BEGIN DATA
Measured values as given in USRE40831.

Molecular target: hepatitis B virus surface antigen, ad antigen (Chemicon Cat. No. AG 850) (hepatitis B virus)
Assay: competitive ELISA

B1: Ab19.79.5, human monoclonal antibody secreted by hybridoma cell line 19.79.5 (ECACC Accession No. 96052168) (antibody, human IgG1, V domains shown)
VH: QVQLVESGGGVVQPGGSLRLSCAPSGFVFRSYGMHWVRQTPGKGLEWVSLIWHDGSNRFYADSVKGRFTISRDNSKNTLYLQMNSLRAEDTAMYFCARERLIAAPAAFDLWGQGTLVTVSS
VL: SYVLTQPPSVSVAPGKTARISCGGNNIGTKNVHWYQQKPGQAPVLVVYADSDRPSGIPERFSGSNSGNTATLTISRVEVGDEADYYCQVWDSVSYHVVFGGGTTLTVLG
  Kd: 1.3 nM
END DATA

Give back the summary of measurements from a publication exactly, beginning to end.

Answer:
Measured values as given in USRE40831.

Molecular target: hepatitis B virus surface antigen, ad antigen (Chemicon Cat. No. AG 850) (hepatitis B virus)
Assay: competitive ELISA

B1: Ab19.79.5, human monoclonal antibody secreted by hybridoma cell line 19.79.5 (ECACC Accession No. 96052168) (antibody, human IgG1, V domains shown)
VH: QVQLVESGGGVVQPGGSLRLSCAPSGFVFRSYGMHWVRQTPGKGLEWVSLIWHDGSNRFYADSVKGRFTISRDNSKNTLYLQMNSLRAEDTAMYFCARERLIAAPAAFDLWGQGTLVTVSS
VL: SYVLTQPPSVSVAPGKTARISCGGNNIGTKNVHWYQQKPGQAPVLVVYADSDRPSGIPERFSGSNSGNTATLTISRVEVGDEADYYCQVWDSVSYHVVFGGGTTLTVLG
  Kd: 1.3 nM